Malaria epidemiology in low-endemicity areas of the northern coast of Ecuador: High prevalence of asymptomatic infections

Fabián E. Sáenz, Andrea Arévalo-Cortés, Gabriela Valenzuela, Andrés F. Vallejo, Angélica Castellanos, Andrea C. Poveda-Loayza, Juan B. Gutierrez, Alvaro Alvarez, Yi Heng Yan, Yoldy Benavides, Luis Enrique Castro, Myriam Arévalo-Herrera, Sócrates Herrera

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Background: The recent scale-up in malaria control measures in Latin America has resulted in a significant decrease in the number of reported cases in several countries including Ecuador, where it presented a low malaria incidence in recent years (558 reported cases in 2015) with occasional outbreaks of both Plasmodium falciparum and Plasmodium vivax in the coastal and Amazonian regions. This success in malaria control in recent years has led Ecuador to transition its malaria policy from control to elimination. Results: This study evaluated the general knowledge, attitude and practices (KAP) about malaria, as well as its prevalence in four communities of an endemic area in northwest Ecuador. A total of 258 interviews to assess KAP in the community indicated that most people in the study area have a basic knowledge about the disease but did not use to contribute to its control. Six hundred and forty-eight blood samples were collected and analysed by thick blood smear and real-time PCR. In addition, the distribution of the infections was mapped in the study communities. Although, no parasites were found by microscopy, by PCR the total malaria prevalence was 7.5% (6.9% P. vivax and 0.6% P. falciparum), much higher than expected and comparable to that reported in endemic areas of neighbouring countries with higher malaria transmission. Serology using ELISA and immunofluorescence indicated 27% respondents for P. vivax and 22% respondents for P. falciparum. Conclusions: Results suggest that despite a great malaria reduction in Ecuador, transition from control to elimination would demand further improvement in malaria diagnostics, including active case detection to identify and treat parasite asymptomatic carriers, as well as community participation in its elimination.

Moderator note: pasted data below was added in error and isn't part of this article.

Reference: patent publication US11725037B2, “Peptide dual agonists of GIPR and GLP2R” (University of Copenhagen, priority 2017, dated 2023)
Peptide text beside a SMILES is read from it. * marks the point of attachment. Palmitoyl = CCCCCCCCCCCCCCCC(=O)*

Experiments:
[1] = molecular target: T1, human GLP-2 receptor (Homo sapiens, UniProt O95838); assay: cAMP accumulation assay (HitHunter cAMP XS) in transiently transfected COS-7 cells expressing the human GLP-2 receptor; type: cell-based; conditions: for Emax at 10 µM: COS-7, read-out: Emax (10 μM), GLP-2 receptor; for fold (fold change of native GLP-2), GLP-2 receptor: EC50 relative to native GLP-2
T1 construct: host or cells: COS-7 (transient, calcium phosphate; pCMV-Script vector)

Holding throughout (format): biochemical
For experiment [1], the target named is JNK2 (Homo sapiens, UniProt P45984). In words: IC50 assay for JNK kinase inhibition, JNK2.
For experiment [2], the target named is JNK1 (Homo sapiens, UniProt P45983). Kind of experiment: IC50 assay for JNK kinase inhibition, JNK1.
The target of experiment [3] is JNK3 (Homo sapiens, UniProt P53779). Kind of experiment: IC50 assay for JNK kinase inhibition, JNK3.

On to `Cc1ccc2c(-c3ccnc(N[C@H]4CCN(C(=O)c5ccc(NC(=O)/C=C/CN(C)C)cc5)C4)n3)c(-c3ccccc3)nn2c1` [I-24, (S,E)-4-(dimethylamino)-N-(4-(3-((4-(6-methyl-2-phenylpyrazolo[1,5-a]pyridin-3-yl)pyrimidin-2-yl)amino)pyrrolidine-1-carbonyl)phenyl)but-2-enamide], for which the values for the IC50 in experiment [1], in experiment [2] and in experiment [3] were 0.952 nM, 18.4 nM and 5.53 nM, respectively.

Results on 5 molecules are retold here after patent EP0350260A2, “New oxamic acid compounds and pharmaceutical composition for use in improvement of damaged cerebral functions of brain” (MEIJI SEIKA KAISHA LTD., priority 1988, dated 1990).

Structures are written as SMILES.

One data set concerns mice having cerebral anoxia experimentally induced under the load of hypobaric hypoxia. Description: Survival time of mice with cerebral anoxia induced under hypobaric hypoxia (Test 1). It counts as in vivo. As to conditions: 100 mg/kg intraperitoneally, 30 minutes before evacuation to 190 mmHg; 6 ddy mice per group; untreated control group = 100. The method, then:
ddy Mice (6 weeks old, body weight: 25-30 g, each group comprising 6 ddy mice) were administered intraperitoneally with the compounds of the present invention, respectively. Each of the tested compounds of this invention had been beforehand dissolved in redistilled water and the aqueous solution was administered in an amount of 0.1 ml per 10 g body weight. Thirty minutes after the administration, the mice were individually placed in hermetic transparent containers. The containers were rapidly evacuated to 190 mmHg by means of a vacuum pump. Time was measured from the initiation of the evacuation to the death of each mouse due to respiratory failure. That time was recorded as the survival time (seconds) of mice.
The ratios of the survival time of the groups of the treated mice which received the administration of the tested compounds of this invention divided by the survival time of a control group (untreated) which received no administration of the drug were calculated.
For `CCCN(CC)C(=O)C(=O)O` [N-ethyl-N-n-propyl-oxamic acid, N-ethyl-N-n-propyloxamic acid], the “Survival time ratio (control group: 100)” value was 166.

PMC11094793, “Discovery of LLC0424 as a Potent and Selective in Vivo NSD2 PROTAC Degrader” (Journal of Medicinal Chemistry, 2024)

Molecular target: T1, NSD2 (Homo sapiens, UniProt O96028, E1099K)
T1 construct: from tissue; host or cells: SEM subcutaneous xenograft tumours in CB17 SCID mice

Idioma originalInglés
Número de artículo300
PublicaciónMalaria Journal
EstadoPublicada - 26 jul. 2017

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